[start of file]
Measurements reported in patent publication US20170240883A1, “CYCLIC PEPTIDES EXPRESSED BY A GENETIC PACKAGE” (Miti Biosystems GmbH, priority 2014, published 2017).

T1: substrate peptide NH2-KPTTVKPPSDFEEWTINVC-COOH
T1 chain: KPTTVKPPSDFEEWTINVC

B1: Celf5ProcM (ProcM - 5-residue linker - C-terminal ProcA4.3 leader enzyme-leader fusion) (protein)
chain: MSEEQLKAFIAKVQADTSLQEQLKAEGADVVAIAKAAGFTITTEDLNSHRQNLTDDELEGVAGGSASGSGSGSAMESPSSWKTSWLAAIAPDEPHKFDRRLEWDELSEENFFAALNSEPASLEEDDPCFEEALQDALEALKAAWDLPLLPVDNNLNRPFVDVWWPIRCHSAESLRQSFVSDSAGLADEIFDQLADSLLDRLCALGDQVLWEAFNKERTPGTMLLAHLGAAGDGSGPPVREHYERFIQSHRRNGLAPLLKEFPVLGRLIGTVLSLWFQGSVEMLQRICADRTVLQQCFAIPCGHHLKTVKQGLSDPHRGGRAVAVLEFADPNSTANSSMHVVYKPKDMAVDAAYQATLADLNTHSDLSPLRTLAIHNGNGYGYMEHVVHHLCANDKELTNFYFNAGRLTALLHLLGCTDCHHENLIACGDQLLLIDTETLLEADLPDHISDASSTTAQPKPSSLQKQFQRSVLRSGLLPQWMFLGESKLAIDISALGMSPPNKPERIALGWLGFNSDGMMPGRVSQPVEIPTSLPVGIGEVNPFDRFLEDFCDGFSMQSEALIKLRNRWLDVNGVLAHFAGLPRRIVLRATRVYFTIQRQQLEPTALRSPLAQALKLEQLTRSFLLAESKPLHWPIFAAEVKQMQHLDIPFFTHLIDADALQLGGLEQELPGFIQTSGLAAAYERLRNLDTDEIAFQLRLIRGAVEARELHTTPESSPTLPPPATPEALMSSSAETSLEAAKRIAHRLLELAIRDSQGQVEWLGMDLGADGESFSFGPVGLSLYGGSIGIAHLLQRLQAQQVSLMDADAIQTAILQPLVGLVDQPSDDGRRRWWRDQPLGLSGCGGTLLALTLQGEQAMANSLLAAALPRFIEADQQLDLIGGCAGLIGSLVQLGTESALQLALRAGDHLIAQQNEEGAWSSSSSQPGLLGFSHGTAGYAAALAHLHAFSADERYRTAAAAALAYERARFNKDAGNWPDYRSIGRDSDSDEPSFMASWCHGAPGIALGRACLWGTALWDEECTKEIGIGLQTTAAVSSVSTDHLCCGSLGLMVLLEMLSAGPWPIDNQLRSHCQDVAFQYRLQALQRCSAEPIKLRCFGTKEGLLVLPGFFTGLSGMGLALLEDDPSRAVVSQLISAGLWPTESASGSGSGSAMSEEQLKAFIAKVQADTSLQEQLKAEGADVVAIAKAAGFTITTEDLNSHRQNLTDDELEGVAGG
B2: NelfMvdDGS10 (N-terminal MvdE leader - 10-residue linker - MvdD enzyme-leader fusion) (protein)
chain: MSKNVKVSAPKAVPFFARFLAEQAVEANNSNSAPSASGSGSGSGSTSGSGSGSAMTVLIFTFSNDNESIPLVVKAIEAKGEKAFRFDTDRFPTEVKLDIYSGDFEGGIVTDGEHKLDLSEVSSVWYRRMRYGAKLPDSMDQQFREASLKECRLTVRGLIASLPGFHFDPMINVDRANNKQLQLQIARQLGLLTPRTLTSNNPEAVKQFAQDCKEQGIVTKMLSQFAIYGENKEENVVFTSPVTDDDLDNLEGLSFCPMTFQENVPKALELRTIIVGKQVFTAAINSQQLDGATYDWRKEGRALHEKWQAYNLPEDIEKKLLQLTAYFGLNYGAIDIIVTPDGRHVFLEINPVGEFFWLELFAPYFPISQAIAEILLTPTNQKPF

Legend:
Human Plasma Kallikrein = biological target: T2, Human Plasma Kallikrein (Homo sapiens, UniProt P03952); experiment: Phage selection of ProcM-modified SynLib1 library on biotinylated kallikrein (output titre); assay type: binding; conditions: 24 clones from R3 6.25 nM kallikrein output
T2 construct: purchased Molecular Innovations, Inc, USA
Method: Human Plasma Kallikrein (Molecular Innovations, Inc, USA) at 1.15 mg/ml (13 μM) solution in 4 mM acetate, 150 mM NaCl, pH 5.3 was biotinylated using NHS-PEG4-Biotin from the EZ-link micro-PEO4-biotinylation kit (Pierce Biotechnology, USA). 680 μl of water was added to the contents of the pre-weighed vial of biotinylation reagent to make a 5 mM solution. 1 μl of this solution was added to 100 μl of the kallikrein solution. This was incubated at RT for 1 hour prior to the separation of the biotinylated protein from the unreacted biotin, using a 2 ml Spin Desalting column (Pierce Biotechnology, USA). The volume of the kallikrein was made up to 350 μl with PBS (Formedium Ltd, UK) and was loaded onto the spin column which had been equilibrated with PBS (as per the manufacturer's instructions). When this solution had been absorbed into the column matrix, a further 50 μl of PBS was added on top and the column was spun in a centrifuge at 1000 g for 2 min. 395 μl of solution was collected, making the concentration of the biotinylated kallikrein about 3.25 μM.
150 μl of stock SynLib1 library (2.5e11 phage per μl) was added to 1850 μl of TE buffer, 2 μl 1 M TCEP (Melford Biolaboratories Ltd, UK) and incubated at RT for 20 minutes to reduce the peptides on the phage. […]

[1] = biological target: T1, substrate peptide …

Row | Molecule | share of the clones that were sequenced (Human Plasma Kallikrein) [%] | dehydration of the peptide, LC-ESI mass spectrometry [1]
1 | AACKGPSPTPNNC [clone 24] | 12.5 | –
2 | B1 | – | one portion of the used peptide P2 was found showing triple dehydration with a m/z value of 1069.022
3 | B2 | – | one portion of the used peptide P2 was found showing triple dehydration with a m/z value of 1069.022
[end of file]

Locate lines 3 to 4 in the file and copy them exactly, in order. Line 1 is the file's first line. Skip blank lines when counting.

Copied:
T1 chain: KPTTVKPPSDFEEWTINVC

B1: Celf5ProcM (ProcM - 5-residue linker - C-terminal ProcA4.3 leader enzyme-leader fusion) (protein)